The Knicks were the Knicks. Fizdale became the scapegoat, and on Friday he was fired as head coach of the New York Knicks.

The pattern was predictable, as was the fact as soon as he was let go, the chorus popped up blaming him for the Knicks woes. “Fizdale was the problem and now the Knicks can search for the right guy.” Except, there is no right guy. At least there will not be until James Dolan hires a top-flight, experienced executive to really build that culture and foundation, then gets out of the way and lets his hire do it (and by out of the way, I mean lets him clean house in basketball operations and change everything, much the way David Griffin did last summer in New Orleans).

Not that Fizdale was blameless in this or shouldn’t have been fired.

Fizdale was essentially the first contestant sent home on an episode of “Chopped” — he was asked to make a meal out of the mismatched basket of ingredients/players that absolutely did not fit together. A basket assembled by team president Steve Mills and general manager Scott Perry, a basket with far too many power forward a crop of rookies and second-year players that were going to have prominent roles. Nobody was going turn that group into a competitive playoff team, and the fact that was the expectation of management — and what was sold to Dolan — speaks to the bigger issues.

Fizdale, however, did nothing to turn that basket of players into a respectable team. There are very legitimate reasons for him to be chopped by management — Fizdale did not develop a team identity on either end of the floor, his rotations were head-scratching, and his team seemed listless and disinterested. The Knicks are 4-18, are losers of eight straight, have not been competitive, were blown out by 37+ their last two games, and the Knicks are a team on its way to a seventh consecutive season without a trip to the playoffs, making it 13 out of 16 seasons the Knicks have been home for the postseason.

The Knicks have had 12 coaches in the past 20 years — not exactly a sign of stability and organizational direction. There were good men in that mix. Mike D’Antoni has success in Phoenix before he was in New York, and after he left he has had it in Houston, but the Knicks brought him in and then didn’t build a roster to fit his run-and-gun style. He lasted three-and-a-half seasons, which is the longest tenure of any coach in the Dolan era. Mike Woodson had success in Atlanta (and got the Knicks to the playoffs a couple of times, including the second round once). Larry Brown and Lenny Wilkins are both in the Hall of Fame as coaches.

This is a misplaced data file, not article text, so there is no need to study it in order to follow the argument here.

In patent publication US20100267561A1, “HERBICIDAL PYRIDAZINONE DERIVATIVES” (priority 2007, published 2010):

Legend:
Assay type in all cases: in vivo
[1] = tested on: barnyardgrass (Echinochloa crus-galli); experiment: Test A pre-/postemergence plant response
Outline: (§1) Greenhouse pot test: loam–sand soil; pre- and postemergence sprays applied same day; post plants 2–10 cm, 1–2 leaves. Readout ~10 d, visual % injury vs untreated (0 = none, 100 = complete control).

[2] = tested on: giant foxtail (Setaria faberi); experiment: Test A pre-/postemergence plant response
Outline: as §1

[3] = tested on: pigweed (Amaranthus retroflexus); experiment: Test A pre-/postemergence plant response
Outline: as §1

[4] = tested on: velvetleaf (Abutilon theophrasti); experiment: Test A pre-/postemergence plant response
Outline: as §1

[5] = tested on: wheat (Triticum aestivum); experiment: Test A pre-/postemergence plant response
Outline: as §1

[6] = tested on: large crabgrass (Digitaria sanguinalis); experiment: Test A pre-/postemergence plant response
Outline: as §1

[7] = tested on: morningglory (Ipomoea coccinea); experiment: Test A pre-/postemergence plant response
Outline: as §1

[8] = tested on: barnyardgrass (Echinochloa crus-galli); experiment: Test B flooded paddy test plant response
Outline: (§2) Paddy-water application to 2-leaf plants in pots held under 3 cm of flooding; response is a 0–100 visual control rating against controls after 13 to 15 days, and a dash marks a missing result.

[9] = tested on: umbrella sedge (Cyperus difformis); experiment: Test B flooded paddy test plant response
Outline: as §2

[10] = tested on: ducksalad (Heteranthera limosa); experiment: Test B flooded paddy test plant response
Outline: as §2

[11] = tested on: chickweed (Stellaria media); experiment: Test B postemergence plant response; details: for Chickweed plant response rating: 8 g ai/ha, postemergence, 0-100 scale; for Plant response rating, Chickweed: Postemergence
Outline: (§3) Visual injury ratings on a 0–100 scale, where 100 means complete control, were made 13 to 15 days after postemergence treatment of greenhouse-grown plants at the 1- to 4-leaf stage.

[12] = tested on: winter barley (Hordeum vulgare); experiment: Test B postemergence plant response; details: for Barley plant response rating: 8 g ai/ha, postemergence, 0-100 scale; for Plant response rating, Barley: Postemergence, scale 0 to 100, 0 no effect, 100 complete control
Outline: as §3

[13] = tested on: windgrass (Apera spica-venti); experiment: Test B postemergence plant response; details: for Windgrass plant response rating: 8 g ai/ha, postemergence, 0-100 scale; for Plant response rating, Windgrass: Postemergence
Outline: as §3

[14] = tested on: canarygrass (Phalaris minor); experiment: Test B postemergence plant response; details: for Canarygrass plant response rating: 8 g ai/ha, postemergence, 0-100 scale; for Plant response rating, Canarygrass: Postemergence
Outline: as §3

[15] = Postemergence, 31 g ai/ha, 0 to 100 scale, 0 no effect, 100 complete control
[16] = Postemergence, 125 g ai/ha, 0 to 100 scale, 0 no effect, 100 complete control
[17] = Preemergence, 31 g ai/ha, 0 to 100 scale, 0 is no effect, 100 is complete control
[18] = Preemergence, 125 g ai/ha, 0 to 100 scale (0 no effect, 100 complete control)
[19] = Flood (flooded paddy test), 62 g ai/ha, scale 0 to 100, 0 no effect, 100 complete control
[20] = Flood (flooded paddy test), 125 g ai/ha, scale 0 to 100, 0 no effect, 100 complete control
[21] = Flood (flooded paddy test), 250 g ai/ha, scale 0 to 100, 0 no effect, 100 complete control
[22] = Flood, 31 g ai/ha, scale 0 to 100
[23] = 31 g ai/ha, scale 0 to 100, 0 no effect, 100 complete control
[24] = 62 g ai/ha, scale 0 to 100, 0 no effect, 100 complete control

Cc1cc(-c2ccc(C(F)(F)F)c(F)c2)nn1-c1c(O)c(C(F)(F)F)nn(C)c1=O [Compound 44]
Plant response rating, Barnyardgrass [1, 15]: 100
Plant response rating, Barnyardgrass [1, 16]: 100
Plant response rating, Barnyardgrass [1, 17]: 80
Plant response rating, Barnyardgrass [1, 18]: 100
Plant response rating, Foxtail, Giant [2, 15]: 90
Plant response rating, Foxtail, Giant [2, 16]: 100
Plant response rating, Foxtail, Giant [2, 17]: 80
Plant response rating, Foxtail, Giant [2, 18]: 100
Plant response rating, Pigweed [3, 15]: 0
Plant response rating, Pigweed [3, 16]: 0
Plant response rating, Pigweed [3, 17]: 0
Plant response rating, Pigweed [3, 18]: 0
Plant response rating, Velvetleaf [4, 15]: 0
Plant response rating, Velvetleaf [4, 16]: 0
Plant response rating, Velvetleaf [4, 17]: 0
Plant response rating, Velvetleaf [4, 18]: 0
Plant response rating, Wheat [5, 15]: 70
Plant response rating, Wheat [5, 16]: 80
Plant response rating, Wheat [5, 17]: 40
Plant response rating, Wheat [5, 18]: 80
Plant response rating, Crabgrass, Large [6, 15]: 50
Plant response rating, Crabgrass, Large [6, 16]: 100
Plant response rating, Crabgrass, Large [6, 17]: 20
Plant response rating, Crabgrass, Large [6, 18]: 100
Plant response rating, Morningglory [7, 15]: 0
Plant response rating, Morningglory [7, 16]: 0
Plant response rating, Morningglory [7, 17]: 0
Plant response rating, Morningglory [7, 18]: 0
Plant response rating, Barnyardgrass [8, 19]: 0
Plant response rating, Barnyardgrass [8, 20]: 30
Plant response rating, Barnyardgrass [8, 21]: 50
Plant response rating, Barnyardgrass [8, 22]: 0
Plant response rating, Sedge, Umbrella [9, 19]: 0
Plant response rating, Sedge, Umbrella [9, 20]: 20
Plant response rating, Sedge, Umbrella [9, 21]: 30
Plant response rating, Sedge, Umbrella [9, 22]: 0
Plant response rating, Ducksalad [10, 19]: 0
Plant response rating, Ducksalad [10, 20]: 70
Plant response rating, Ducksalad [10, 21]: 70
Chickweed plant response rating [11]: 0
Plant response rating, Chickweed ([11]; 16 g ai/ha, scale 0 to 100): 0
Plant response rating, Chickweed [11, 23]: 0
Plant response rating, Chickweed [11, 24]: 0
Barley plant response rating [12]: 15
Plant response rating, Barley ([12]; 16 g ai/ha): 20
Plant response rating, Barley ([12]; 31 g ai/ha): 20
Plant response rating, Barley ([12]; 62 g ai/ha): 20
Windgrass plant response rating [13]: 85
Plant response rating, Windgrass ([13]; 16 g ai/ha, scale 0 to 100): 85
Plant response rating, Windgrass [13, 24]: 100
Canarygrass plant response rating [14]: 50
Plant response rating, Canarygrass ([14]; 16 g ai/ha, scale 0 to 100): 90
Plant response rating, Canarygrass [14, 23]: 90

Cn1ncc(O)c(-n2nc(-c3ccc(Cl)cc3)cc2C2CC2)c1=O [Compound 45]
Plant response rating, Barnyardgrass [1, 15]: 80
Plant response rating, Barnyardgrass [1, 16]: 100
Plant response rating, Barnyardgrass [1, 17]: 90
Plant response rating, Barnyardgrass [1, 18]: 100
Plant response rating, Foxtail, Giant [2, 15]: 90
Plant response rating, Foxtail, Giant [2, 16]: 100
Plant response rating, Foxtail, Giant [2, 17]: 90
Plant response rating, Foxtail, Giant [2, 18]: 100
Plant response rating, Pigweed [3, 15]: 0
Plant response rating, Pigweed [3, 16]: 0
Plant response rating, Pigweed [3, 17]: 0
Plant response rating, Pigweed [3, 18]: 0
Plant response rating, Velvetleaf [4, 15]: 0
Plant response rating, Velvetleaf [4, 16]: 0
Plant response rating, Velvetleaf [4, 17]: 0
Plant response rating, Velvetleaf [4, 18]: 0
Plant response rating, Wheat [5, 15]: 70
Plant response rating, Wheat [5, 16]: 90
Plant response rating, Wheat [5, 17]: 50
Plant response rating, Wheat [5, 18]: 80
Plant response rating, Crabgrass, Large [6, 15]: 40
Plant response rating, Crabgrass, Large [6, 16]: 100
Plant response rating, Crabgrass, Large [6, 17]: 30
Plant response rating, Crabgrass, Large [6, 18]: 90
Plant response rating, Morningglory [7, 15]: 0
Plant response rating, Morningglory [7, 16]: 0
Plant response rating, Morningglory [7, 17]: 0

Yet the organization struggled through all of them. Dolan remains the one constant. We all know what the problem is, but we also know he’s not going to sell the team (maybe spin it off with the Rangers and the rest of Madison Square Garden into its own company, but that’s different from giving it up). There is a status that comes with owning the Knicks in New York City, and Dolan is not going to give up that spotlight.

Knicks fans can hope that a new executive is brought in and is given the real power to clean house — but past candidates for team president who asked for that power did not get the job. Plus, Perry and Mills (like Fizdale) have more than a year left on their contract, Dolan trusts Mills, so expecting a change may be unrealistic.

Until there is a change in how the Knicks are run, whoever is hired to be the head coach will ultimately fall into the pattern of all the coaches before him (or her). The pattern is set. Only Dolan can break it.

Giannis Antetokounmpo celebrated his birthday by scoring 27, leading Bucks in rout Clippers

Stacy Revere/Getty Images
Leave a comment

MILWAUKEE (AP) — Giannis Antetokounmpo had 27 points and 11 rebounds to lead the Milwaukee Bucks to their 14th straight victory, a 119-91 rout of the Los Angeles Clippers on Friday night.

Antetokounmpo, on his 25th birthday, made 11 of 20 shots and recorded his 21st double-double of the season.

“I was 25 once, but I wasn’t that good,” Clippers coach Doc Rivers said after joking that he wanted to see Antetokounmpo’s birth certificate.

Antetokounmpo left the game with Milwaukee ahead by 36 with 8:56 to play. While he sat, the Milwaukee crowd started “happy birthday” chants for their star — and he loved it.

The Bucks led by as many as 41 and extended their longest winning streak since winning 16 consecutive games over two seasons in 1973.

Khris Middleton added 17 points and Pat Connaughton and Ersan Ilyasova each scored 13 off the bench for Milwaukee.

Rivers pulled all of his starters out of the game with the Bucks leading 101-67 with 9:25 remaining in the fourth quarter. The group exited to the chant of “Overrated! Overrated!” from the Milwaukee crowd.

Kawhi Leonard had 17 points and Paul George added 13 for the Clippers.

JaMychal Green missed his second straight game for Los Angeles after suffering a bruised tailbone last Friday night against the San Antonio Spurs.